As part of renewed interest in portable medium power operations, I wanted a small cheap matcher. The units below are simply standard T-Tuners. Using dirt-cheap construction technique and commonly available parts, these units perform well at a very low cost.
These units will handle at least 100 watts into the load impedances presented by a BMU matched 43 to 48 foot vertical, sloper, or Inverted-L. All bands are easily and efficiently matched on 80 M to 10 M ham bands. The corresponding medium power Base Matching Unit (BMU) is described here ===> http://vtenn.com/Blog/?p=1570
Above is the block diagram of the medium power system. Note that the BMU is placed at the Base of the antenna.
The first picture above shows the T-Tuner with new 22 – 360 pF “eBay specials” and a 4.5 uH tapped inductor. Below is the version using 20 – 440 pF surplus Hammarlund variable capacitors and an 8 uH tapped inductor:
Here is the schematic of the Medium Power T-Tuner ===>
Air core inductors were used to allow for the dirt-cheap “alligator clip” inductance selection method. Total inductance in the range of 4.5 to 8 uH is perfect for this unit to cover the 80 M to 10 M operation range.
A time of writing, the new 22 – 360 pF 1 kV variable capacitors were available on eBay at around $20 apiece. The high-quality surplus Hammarlund 20 – 420 pF units were less than $30 each from RF-Parts. Add an inductor at about $5 and your choice of connectors, and total cost for these is in the $50 to $70 range. There is no reason that even cheaper used broadcast receiver type variable capacitors couldn’t be used, and at less than $10 each.
However, note that this unit is intended for the relatively moderate load impedances presented by a 42 to 48 foot antenna with the proper BMU. If other antennas systems are used, voltages may exceed the ratings of the smaller-spaced capacitors.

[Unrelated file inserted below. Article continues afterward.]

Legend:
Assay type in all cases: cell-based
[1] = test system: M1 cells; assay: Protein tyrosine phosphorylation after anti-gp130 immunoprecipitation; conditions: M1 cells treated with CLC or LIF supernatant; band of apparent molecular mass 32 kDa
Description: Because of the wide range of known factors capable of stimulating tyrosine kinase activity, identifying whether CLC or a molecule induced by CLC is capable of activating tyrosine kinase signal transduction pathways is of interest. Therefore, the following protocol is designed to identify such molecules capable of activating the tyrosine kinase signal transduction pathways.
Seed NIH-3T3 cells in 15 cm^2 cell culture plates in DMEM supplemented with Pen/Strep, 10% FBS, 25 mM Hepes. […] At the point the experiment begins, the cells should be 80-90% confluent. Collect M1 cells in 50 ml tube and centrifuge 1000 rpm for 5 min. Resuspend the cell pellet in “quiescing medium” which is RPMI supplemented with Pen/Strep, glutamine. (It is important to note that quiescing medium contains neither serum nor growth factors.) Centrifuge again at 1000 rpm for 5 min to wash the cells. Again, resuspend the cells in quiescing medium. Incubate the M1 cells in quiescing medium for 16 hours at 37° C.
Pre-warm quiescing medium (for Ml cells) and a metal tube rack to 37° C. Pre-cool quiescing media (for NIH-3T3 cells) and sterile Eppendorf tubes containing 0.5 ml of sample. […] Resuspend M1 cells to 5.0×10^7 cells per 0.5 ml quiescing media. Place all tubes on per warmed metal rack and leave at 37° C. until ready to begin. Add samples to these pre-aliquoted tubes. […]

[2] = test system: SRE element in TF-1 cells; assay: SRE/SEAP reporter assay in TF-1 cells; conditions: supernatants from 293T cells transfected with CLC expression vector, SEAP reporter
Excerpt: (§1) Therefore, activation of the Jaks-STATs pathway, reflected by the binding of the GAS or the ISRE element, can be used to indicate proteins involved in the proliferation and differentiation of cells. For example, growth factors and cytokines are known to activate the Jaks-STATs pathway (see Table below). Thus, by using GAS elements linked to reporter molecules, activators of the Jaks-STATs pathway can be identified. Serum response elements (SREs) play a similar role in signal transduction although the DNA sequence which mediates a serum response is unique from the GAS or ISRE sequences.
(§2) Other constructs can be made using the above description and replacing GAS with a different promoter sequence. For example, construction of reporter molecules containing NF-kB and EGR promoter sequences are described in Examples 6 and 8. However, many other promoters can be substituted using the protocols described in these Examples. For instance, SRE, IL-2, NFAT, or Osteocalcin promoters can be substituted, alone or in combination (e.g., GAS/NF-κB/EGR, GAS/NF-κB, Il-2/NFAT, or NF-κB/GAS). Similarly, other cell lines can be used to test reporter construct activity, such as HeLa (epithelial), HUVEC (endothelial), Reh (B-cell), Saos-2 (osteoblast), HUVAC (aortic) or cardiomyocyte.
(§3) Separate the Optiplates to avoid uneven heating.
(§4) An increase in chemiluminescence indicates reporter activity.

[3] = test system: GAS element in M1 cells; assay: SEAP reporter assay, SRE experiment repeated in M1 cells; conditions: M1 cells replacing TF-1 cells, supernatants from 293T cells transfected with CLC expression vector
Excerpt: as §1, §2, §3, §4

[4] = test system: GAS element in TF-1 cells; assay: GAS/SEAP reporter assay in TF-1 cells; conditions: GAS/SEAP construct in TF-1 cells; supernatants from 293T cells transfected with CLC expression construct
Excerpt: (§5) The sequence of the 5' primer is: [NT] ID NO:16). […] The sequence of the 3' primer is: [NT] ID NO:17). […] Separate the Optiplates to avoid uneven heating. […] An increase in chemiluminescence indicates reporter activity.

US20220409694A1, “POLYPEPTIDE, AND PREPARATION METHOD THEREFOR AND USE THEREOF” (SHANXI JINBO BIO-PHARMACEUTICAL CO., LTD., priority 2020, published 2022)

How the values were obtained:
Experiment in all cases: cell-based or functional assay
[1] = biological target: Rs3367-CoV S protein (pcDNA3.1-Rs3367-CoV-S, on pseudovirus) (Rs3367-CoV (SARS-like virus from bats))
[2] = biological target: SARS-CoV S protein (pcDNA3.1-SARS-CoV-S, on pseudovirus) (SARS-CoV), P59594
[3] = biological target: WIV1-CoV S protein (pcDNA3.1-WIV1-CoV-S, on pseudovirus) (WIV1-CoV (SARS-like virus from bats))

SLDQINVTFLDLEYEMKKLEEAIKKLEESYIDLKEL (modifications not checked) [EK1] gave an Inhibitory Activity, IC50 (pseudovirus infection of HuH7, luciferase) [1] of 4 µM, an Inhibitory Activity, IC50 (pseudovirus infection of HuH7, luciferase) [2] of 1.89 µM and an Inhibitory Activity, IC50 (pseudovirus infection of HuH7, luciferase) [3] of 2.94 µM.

Construction is as simple as can be. The components are attached to the insulating base by soldering them to screws sunk into the base. The BNC connectors are soldered or bracketed to the copper ground plate. The coil shorting alligator-clip wire is also soldered to the ground plate:
Efficiency of the unit into actual impedances presented by a BMU connected to actual antenna imnpedances was measured using the first step in the procedure shown in the article “Z-Substitution” Method for Measuring UNUN Loss Into Real-World Load Impedances”. Loss for both of the unis above was virtually identical. Since the impedance seen by the T-Tuner is a function of the length of the transmission line between the BMU and the tuner, actual loss values will vary. Losses shown below are for a short coax line of 6 feet:
80 M / 75 M: -0.20 dB
60 M: -0.85 dB
40 M: -0.85 dB
30 M: -0.33 dB
20 M: -0.98 dB
17 M: -0.60 dB
15 M: -0.77 dB
12 M: -0.38 dB
10 M: -0.37 dB
Copyright Dave Benzel- KD6RF – 2017 Mar 2
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